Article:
Deputy Calleary pointed out that if the current trend of GP retirements continues then many rural communities face the prospect of having no GP cover in the years ahead.
“Communities in rural Ireland are feeling increasingly isolated as a result of the policies pursued by the Government. The Rural Practice Allowance was originally put in place to support GP care in rural Ireland. However the Government has targeted this scheme for cutbacks since coming to office, and this has resulted in a decline of GP practices outside of large urban areas,” said Deputy Calleary.
“Ireland is expected to experience a significant shortage in GP’s over the next ten years. We are currently training less than 160 GP’s each year but the HSE admits that up to 1,400 new GP’s may be required in the next decade. Rural Ireland will suffer the most as a result of this GP shortage as practices relocate to large urban areas.
“We have already seen the effect that the cutback to the Rural Practice Allowance has had in the Erris Peninsula. The Bangor and Glenamoy communities were left devoid of a GP Service for a number of months in 2015 while the HSE deliberated whether a Rural Practice Allowance would be granted for each position. While these positions were eventually filled, the lack of a service in both areas during that period greatly impacted upon the level of service provided by the GPs in Belmullet Town as they took on the additional patients. This was an extremely unfair, not to mention dangerous, situation for patients in the Erris area.”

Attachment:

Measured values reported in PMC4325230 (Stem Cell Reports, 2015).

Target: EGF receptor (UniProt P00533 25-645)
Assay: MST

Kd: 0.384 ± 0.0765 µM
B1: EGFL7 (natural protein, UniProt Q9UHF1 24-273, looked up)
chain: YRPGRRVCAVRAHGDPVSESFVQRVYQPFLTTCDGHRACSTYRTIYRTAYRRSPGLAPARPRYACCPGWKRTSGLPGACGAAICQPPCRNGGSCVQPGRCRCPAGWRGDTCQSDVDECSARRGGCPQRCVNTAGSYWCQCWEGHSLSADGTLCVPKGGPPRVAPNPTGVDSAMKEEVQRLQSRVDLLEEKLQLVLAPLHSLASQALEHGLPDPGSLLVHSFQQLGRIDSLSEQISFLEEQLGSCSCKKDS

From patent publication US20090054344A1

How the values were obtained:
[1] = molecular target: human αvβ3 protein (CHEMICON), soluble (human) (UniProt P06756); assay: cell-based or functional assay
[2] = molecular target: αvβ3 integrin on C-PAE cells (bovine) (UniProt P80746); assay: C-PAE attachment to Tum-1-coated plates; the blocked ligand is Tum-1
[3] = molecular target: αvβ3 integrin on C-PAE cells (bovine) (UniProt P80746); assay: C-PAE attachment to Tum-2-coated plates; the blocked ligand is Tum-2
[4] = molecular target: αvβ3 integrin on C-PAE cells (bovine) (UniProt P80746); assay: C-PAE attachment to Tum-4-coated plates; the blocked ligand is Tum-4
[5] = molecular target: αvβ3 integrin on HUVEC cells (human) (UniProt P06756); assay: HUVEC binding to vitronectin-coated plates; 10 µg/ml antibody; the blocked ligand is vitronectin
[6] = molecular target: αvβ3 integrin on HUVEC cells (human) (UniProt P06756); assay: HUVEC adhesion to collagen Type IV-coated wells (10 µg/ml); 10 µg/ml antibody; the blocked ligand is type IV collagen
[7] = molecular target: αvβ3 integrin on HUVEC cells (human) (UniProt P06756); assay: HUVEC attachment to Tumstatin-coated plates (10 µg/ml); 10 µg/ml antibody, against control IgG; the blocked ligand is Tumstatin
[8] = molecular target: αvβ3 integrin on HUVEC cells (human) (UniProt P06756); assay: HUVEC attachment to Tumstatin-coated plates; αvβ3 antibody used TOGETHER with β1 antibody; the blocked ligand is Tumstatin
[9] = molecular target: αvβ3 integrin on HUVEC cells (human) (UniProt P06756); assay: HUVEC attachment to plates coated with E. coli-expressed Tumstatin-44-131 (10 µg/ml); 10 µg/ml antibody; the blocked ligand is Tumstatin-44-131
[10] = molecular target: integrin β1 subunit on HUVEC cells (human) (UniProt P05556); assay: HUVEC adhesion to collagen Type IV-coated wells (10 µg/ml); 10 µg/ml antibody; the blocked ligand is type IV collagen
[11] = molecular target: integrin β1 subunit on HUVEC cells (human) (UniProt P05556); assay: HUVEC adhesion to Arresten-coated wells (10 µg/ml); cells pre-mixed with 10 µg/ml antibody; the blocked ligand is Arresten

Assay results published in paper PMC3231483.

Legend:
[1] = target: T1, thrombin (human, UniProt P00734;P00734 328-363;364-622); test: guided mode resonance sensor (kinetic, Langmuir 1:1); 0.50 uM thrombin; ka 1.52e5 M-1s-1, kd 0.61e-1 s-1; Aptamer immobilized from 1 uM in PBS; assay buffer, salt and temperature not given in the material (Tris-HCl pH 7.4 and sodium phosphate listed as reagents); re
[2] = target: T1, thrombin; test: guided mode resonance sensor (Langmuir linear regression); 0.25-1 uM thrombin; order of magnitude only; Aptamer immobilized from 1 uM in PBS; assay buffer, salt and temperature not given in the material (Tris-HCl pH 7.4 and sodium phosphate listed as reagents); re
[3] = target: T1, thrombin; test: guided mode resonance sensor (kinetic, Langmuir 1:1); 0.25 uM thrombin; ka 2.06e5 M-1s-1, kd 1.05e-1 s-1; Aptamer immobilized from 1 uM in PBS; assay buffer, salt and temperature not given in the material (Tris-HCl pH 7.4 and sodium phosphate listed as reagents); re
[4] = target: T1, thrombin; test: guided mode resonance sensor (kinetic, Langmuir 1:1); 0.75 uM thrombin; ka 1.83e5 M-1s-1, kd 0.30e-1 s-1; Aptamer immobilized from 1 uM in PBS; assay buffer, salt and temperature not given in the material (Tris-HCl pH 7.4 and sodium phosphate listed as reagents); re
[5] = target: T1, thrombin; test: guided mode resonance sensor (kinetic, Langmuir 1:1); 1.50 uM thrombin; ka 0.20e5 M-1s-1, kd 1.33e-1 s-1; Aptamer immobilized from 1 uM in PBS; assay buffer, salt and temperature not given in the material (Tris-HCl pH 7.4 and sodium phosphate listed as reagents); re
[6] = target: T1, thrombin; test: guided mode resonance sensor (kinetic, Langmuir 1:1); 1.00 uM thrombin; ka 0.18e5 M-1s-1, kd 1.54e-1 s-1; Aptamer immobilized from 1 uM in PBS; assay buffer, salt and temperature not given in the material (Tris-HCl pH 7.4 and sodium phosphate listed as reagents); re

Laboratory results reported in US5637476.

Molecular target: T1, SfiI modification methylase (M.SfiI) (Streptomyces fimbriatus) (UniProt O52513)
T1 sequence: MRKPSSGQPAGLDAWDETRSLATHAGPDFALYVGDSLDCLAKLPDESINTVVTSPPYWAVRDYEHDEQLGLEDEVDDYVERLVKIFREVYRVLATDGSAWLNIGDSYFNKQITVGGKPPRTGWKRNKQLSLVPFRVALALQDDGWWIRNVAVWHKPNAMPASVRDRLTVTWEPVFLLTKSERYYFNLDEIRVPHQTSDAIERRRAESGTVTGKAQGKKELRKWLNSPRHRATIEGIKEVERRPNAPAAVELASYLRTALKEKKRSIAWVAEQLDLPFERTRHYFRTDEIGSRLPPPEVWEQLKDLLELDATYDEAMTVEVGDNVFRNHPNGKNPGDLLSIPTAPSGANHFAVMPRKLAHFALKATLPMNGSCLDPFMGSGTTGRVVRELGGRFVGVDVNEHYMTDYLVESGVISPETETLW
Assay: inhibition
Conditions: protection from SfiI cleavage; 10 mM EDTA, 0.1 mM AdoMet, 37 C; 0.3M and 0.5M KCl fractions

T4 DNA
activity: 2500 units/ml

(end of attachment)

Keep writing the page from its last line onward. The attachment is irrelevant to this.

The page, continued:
“If the current trend continues then GP care will only be available in large urban centres. Communities across Mayo will suffer. Rural communities have already lost their post offices, Garda stations, banking services and now their healthcare is under threat.
The Government needs to put in place a comprehensive plan to retain community based GP care. The Rural Practice Allowance must be overhauled to make it attractive for newly qualified GP’s to setup practice in rural areas. Every effort should be made to encourage community based GP care instead of centralising practices in large urban centres,” concluded Deputy Calleary.